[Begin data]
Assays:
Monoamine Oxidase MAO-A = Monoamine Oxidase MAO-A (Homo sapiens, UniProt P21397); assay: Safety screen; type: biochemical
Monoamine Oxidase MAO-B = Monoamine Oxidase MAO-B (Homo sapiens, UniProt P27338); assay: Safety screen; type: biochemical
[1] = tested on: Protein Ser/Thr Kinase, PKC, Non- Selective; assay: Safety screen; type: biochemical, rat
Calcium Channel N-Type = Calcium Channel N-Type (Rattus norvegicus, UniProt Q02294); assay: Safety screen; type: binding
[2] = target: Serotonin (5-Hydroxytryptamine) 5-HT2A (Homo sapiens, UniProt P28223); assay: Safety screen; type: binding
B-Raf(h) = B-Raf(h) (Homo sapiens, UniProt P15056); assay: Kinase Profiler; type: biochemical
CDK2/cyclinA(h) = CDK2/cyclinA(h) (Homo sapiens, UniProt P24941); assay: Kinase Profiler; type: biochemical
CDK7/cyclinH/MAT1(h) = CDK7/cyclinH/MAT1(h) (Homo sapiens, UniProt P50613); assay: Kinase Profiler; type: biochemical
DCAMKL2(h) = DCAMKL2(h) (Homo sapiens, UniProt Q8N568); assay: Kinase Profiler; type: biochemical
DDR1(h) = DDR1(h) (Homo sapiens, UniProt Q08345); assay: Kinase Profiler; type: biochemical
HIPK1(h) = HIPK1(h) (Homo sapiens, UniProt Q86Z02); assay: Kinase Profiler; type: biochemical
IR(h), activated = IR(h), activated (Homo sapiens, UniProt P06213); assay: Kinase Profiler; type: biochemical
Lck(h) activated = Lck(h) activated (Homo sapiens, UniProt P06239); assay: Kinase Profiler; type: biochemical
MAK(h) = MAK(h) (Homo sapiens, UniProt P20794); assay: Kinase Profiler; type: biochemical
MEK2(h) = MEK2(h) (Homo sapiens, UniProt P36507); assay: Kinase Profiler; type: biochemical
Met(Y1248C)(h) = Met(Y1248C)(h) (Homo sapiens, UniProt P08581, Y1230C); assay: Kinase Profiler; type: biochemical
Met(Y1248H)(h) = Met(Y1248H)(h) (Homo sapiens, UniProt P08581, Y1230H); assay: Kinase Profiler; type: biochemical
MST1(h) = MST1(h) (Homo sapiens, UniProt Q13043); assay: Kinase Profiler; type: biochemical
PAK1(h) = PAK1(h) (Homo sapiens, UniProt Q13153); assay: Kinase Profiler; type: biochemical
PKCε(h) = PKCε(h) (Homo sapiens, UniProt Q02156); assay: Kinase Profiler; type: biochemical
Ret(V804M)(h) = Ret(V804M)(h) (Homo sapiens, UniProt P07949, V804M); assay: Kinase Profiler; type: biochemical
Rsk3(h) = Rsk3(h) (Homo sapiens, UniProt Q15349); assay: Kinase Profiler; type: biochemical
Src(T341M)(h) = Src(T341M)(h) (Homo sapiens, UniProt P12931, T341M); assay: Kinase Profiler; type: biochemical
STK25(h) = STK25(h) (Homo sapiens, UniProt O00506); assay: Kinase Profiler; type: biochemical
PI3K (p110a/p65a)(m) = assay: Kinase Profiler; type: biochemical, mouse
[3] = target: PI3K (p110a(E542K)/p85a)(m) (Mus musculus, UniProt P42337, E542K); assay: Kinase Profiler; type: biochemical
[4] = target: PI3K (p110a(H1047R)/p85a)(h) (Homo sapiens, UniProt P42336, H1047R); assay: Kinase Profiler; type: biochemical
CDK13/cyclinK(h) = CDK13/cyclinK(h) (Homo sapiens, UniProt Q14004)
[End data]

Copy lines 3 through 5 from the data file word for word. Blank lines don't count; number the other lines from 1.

Monoamine Oxidase MAO-B = Monoamine Oxidase MAO-B (Homo sapiens, UniProt P27338); assay: Safety screen; type: biochemical
[1] = tested on: Protein Ser/Thr Kinase, PKC, Non- Selective; assay: Safety screen; type: biochemical, rat
Calcium Channel N-Type = Calcium Channel N-Type (Rattus norvegicus, UniProt Q02294); assay: Safety screen; type: binding